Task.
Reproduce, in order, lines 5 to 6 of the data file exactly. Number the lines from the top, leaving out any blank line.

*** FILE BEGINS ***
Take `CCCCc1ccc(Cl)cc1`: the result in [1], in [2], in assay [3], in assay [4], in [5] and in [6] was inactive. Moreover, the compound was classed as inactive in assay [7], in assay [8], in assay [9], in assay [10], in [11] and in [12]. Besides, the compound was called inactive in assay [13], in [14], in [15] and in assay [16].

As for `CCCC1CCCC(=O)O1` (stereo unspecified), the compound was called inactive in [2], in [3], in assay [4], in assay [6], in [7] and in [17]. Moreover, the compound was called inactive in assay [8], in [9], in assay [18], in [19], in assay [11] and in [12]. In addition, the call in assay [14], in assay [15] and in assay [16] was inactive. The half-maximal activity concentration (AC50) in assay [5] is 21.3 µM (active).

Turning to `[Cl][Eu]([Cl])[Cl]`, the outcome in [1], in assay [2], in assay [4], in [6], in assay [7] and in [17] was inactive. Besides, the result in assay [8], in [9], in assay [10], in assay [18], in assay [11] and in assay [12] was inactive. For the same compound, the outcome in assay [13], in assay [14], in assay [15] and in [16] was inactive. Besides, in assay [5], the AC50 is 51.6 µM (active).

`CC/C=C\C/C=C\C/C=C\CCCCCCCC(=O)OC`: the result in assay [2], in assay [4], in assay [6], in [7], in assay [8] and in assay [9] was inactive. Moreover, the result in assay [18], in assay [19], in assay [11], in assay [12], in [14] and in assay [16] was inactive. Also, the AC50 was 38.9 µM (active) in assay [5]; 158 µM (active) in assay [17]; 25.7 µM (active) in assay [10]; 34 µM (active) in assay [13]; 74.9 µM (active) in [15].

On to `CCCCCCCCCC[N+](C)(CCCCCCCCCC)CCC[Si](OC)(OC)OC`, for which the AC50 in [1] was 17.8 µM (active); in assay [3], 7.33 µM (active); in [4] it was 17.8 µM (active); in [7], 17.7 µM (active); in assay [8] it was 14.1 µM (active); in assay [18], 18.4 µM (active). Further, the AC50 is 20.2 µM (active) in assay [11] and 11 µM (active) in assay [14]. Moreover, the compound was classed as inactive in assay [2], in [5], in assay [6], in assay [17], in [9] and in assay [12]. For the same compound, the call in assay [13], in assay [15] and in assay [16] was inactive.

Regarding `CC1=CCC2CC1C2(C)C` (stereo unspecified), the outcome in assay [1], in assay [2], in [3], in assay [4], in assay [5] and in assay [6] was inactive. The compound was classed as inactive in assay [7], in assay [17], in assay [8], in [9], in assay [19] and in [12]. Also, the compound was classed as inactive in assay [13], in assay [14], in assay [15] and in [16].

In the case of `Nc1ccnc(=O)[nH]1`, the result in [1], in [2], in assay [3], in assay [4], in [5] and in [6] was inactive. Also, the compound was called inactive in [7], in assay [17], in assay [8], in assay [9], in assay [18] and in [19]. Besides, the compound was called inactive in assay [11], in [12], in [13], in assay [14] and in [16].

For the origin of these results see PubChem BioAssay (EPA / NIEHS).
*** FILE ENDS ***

On to `CCCCCCCCCC[N+](C)(CCCCCCCCCC)CCC[Si](OC)(OC)OC`, for which the AC50 in [1] was 17.8 µM (active); in assay [3], 7.33 µM (active); in [4] it was 17.8 µM (active); in [7], 17.7 µM (active); in assay [8] it was 14.1 µM (active); in assay [18], 18.4 µM (active). Further, the AC50 is 20.2 µM (active) in assay [11] and 11 µM (active) in assay [14]. Moreover, the compound was classed as inactive in assay [2], in [5], in assay [6], in assay [17], in [9] and in assay [12]. For the same compound, the call in assay [13], in assay [15] and in assay [16] was inactive.

Regarding `CC1=CCC2CC1C2(C)C` (stereo unspecified), the outcome in assay [1], in assay [2], in [3], in assay [4], in assay [5] and in assay [6] was inactive. The compound was classed as inactive in assay [7], in assay [17], in assay [8], in [9], in assay [19] and in [12]. Also, the compound was classed as inactive in assay [13], in assay [14], in assay [15] and in [16].